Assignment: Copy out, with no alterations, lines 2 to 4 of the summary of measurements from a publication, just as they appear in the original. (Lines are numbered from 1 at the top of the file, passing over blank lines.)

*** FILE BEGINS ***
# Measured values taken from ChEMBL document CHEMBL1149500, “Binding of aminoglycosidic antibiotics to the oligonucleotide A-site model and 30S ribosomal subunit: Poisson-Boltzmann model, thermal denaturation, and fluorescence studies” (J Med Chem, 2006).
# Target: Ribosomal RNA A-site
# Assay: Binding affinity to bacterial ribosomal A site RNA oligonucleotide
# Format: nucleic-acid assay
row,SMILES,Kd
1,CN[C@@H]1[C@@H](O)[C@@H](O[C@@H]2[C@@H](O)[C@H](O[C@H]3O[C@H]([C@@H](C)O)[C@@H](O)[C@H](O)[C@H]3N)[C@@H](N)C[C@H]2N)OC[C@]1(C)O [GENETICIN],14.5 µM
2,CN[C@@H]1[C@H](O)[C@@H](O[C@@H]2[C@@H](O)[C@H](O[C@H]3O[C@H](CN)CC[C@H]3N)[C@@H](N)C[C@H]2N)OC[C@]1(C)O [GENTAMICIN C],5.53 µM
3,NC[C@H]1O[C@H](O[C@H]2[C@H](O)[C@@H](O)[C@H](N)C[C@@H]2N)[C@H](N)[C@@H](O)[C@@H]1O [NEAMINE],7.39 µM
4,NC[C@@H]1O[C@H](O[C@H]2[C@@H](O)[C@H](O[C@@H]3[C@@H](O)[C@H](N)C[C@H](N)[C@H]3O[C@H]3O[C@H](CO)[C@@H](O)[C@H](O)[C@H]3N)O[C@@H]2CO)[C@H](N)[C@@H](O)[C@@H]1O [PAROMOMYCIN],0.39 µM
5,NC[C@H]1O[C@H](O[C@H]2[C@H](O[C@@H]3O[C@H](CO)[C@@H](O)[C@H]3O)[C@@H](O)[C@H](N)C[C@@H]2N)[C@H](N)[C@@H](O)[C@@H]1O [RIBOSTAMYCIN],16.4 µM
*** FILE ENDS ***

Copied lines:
# Target: Ribosomal RNA A-site
# Assay: Binding affinity to bacterial ribosomal A site RNA oligonucleotide
# Format: nucleic-acid assay